Ideas can be stolen?! What next, someone will steal my feelings?! I’ll never feel again!

Finally, we’ve got a response to the dubious promise from automakers that they will not abuse location tracking data, so just trust them. This anonymous response is amusing by itself, but I’ll be honest, I mostly chose it because the typo makes it even funnier in an utterly absurd kind of way (or possibly turns it into an endorsement of enlightened serfdom):

Hey, like I totally agree to behave in a reasonable manor. You can go ahead and declare me exempt from law enforcement now.

That’s all for this week, folks!

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Comments on “Funniest/Most Insightful Comments Of The Week At Techdirt”

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Coyne Tibbets (profile) says:

Libertarian wards

Based on other sources I’ve read, you can pretty much defend yourself against any libertarian attack by judiciously using the words “free market”. My experience is that those two words turn their brains to mush and make it impossible for them to consider any argument or product critically.

Years ago, my father told me about the “Sure-fire cockroach killer,” (sold when he was a child) which you ordered by mail. What you got for your hard-earned money was two blocks of wood, labelled “A” and “B”, and instructions: “Place cockroach on block ‘A’, hit cockroach with block ‘B’.”

Now obviously this works, but it is also a colossal rip-off. But call it “created by the free market,” and my experience is that pretty much any libertarian would say it was the greatest product ever.

Anonymous Anonymous Coward says:

Re: Libertarian wards

Labels, Labels, Labels. Think about nuance. One might be a little bit of this and a touch of that, and then a smidge or two of that way over there, and maybe some of them as well.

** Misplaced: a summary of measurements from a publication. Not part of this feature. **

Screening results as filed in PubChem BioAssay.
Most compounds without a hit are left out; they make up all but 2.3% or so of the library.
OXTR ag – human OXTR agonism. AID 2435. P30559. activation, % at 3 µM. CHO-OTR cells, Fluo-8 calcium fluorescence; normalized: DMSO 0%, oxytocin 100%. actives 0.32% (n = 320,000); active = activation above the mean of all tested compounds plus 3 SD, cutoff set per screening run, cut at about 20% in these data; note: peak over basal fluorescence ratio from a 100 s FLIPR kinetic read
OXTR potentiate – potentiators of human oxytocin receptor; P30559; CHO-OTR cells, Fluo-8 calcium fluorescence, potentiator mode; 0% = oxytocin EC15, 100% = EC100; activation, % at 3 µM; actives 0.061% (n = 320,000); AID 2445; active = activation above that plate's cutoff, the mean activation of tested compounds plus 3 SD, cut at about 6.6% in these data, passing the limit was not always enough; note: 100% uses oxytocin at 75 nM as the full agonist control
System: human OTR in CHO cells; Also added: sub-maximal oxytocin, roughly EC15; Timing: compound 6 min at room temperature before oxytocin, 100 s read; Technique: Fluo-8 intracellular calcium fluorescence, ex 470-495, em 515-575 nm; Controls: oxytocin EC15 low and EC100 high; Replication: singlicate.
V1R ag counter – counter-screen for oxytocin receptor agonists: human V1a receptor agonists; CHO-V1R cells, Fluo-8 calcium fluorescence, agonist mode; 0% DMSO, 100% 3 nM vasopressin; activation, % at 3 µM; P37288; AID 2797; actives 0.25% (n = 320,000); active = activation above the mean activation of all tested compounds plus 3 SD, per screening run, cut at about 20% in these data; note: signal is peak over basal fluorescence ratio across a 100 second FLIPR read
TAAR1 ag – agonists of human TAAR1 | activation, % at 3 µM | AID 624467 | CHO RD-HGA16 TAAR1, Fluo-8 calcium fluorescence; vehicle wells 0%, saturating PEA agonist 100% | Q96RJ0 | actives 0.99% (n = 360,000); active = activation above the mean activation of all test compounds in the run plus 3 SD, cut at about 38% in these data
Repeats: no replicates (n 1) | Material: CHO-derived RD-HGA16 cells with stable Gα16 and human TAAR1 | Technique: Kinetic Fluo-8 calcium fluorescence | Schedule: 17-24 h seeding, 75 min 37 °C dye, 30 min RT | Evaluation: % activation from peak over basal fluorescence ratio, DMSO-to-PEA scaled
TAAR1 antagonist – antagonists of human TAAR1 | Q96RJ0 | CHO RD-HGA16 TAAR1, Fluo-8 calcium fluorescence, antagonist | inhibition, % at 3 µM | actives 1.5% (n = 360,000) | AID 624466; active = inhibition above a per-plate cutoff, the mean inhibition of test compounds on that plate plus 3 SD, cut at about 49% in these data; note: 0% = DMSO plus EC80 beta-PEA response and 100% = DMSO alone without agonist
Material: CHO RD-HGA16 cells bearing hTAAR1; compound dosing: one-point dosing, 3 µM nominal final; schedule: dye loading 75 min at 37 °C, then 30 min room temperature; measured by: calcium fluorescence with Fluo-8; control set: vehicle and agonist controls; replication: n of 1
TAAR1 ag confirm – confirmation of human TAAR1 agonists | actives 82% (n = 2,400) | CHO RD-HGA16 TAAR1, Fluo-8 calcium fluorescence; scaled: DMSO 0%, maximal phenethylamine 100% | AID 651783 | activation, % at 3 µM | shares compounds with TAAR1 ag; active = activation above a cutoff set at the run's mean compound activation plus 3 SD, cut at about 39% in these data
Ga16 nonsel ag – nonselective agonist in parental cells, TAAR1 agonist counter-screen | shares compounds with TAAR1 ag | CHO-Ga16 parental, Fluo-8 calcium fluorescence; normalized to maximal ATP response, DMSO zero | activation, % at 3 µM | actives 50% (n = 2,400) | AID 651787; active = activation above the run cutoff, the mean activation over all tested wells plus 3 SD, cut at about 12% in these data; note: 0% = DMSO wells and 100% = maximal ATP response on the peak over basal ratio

What would be a better way of determining an individuals actual perspective…oh, I know, conversation, without labeling, and a long enough conversation to actually get some nuance.

Tough, in this byte by byte, pressure oriented neighborhood of the Internetz where instant gratification comes in the form of quick analysis and sharper retort. To think that one Anonymous Coward might be the same as another, and then go through the time, effort and prejudice of labeling that anonymous individual without, you know, any effect…well talk about wasted bandwidth.

Make your points. Be clear. Stand your ground. Strive to waste not Internetz derived brownie points that are both ethereal and imaginary.

Pragmatic says:

Re: Re: Libertarian wards

But in EVERY conversation I’ve ever had with a big “L” Libertarian, they always regard the Free Market as an omnipotent god Who Must Never Be Questioned. Every time I point out that the market isn’t actually free due to there being protectionism up the wazoo, they either bug out or change the subject and go round and round in circles trying to defend trickle-down economics in the most pretentious ways. At no point has one ever gone, “Oh, yeah, you’re right, Pragmatic.”

So then, AC, are you a true believer in the power of the Free Market, or are you aware that it’s a damn fraud cooked up by Adam Smith and the East India Company’s apologists?

99guspuppet says:

Used to say I was a libertarian

Now I claim I am a volutariast ….. ( satire : Labels are wonderful )

Question #1 Why is good to have countries ? Name a compelling reason. Bigger countries have bigger militaries , bigger concerns about borders , less love for the inhabitants of Earth , less love for the inhabitants of the country in question , more strife of the division of tax derived spoils, much more creative approaches to finance & accounting.

Question #2 Is it better to be offered a over-hyped snake oil product by the “free market” and be scammed …. or is it better to simply be told by the government that you must buy and use a product you don’t want ?

Question #3 Is it better to be witty , clever & hip …. or is it better to think about things for along time and absorb as much of the big picture as possible ? Is it better to lock onto to some core principles or to approach each new issue with a completely open mind ?